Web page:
Companies revolutionizing Operations Management using Industry 4.0 Include:
- Bosch Automotive is using big data analytics and IIoT to drive its digital transformation at one of its plants in Wuxi, China. The company has embedded sensors into its’ factory’s machines which are used to collect data about their conditions and production cycles. Collected data goes through advanced analytics tools in real time, which provides manufacturers with important information such as when bottlenecks have been identified. This technology also allows Bosch to perform predictive maintenance and keep machinery running for longer. Overall, Bosch has increased its output by 10% since implementing Industry 4.0 into their manufacturing operations.
- General Electric implemented the use of augmented reality glasses at its jet engine manufacturing facility in Cincinnati. These smart wearables have boosted the productivity of workers at the plant by 11%, according to the company. Instead of stopping production and reading over manuals, workers have access to digitised instructions, process metrics and objects information in their field of view as they work.
You can find more Industry 4.0 operations success stories here, including examples of Worximity SaaS solutions significantly reducing downtime, improving productivity and increasing profitability in manufacturing operations.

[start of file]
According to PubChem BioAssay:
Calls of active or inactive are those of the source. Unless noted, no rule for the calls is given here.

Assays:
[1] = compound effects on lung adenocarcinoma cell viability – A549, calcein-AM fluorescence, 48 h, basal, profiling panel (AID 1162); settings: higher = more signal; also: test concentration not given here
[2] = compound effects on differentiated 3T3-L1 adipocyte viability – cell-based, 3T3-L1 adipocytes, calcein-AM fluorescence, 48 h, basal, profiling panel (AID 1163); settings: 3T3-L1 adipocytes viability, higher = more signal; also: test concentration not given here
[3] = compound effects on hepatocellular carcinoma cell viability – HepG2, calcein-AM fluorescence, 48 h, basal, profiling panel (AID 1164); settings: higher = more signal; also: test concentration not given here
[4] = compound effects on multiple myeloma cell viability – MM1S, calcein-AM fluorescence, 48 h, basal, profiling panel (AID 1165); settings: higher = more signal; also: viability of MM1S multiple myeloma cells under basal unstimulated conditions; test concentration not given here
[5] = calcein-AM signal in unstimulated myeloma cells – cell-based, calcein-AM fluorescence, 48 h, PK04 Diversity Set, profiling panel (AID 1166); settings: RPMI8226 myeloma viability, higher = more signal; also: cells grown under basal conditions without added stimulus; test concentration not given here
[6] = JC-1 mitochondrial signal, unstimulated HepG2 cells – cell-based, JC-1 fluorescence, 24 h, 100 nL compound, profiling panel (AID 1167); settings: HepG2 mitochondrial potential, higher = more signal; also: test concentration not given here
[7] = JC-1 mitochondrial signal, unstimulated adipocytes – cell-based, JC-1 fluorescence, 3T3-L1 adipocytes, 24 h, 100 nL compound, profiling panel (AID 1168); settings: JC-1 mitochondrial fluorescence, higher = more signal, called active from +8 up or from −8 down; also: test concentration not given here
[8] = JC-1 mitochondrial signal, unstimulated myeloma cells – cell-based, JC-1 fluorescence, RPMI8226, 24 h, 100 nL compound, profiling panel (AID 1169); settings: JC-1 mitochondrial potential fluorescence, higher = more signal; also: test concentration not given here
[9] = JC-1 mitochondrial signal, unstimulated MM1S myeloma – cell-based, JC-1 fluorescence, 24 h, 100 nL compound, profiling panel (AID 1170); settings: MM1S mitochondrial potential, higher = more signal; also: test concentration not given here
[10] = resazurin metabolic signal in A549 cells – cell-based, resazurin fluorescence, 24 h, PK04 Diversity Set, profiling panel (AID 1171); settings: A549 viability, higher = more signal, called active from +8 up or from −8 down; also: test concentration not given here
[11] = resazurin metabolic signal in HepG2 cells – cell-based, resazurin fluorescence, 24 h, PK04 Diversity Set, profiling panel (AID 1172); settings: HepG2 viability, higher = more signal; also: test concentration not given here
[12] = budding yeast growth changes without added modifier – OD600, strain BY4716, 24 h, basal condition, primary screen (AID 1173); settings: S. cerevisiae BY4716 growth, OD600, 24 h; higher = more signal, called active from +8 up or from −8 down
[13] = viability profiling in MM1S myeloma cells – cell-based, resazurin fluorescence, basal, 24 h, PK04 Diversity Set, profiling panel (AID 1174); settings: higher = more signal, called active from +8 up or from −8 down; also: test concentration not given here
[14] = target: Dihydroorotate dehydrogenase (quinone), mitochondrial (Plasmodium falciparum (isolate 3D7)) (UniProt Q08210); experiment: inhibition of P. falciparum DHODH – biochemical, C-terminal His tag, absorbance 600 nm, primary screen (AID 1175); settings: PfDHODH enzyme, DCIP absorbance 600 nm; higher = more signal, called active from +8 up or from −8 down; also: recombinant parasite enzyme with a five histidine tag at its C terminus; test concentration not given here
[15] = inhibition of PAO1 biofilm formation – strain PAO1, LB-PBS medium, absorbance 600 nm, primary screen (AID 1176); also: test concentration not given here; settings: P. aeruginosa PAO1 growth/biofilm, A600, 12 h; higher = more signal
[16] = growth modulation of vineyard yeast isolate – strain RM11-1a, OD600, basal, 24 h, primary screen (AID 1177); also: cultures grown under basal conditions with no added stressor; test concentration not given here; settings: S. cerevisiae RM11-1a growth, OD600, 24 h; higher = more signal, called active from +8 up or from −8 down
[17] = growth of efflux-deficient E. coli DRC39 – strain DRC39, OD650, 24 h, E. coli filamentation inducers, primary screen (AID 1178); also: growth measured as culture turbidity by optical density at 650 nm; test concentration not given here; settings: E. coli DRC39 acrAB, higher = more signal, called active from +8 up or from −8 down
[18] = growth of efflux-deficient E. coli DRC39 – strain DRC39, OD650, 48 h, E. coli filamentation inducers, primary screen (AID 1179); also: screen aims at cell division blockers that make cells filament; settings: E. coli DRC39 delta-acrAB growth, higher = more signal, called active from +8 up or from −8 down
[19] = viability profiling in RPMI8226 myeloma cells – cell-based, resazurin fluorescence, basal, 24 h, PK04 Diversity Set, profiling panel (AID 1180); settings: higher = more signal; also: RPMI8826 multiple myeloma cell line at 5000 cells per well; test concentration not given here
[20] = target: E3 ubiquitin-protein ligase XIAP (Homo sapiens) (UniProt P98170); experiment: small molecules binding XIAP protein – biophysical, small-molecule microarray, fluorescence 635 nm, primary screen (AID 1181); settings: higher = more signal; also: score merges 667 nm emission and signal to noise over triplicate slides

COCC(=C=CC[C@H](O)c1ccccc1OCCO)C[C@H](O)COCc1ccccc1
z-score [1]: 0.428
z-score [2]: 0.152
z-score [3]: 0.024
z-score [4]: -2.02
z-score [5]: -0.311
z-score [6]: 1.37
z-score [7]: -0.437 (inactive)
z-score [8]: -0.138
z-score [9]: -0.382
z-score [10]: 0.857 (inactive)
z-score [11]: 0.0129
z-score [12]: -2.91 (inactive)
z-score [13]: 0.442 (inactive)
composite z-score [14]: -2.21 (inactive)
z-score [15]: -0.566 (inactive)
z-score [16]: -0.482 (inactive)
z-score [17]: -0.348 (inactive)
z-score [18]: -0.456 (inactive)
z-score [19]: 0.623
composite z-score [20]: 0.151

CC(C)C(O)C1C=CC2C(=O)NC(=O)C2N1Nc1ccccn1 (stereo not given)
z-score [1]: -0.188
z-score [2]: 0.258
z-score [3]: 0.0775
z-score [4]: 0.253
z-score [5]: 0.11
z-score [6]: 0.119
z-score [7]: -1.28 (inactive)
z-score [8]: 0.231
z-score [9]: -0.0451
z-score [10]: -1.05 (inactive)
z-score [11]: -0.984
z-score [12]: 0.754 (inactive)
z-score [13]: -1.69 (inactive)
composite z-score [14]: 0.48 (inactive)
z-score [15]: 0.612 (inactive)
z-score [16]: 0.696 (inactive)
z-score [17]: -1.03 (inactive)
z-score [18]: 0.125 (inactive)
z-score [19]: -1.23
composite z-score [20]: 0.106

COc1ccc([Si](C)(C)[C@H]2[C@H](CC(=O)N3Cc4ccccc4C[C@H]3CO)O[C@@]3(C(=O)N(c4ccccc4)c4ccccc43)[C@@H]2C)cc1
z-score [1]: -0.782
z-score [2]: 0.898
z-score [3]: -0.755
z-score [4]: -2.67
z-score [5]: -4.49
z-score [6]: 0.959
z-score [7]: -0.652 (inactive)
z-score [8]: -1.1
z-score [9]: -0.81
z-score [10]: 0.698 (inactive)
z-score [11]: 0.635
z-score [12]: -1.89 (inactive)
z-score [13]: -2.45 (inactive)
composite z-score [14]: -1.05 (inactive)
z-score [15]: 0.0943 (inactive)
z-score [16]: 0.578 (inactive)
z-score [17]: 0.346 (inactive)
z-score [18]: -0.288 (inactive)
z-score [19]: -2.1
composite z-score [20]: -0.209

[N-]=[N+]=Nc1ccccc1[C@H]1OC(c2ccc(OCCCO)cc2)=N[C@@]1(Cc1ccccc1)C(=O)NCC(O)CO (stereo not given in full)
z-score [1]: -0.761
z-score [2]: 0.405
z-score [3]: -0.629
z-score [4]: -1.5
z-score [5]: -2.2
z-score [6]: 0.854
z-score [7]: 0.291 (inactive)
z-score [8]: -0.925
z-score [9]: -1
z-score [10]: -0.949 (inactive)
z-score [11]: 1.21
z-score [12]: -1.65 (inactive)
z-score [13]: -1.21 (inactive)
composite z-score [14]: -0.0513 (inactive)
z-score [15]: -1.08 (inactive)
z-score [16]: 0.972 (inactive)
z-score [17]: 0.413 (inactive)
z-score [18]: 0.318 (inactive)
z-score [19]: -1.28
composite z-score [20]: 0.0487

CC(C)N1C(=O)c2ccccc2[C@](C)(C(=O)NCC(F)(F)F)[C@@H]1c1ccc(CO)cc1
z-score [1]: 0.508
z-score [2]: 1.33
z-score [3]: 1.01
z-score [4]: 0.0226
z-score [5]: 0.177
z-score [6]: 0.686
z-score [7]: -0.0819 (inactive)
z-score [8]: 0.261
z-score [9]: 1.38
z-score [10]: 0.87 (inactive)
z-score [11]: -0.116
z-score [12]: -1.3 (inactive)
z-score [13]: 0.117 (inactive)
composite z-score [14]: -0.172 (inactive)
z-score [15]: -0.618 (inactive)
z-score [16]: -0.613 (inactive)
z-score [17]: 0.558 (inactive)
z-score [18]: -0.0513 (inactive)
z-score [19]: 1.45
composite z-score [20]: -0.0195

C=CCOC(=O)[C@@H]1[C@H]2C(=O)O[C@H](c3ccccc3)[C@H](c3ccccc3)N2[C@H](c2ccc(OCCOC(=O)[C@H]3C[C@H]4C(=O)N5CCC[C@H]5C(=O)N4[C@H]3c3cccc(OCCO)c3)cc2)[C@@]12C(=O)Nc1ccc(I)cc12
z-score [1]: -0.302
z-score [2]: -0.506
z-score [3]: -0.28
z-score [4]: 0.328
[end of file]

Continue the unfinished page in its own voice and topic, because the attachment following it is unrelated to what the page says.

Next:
Industry 4.0, puts the power of greatly improving manufacturing processes into the hands of Operations Managers with a blend of new technologies. The question for Operations Managers then becomes, of all of the newly available manufacturing improvement options, from virtual reality, to drones, to Smart Factory Analytics, where should I start?
You can gain insights into what other company Operations Managers are prioritizing for Industry 4.0 implementations in our article The IIoT and Manufacturing - 2020 Trends.
Operations managers are responsible for keeping production efficiency up while lowering cost and decreasing waste. They must have a big-picture perspective of business and processes and integrate different needs across departments and workers into one common goal. Industry 4.0 brings entirely new capabilities to operations managers, that allows them to respond faster to critical situations and improve on multiple KPIs.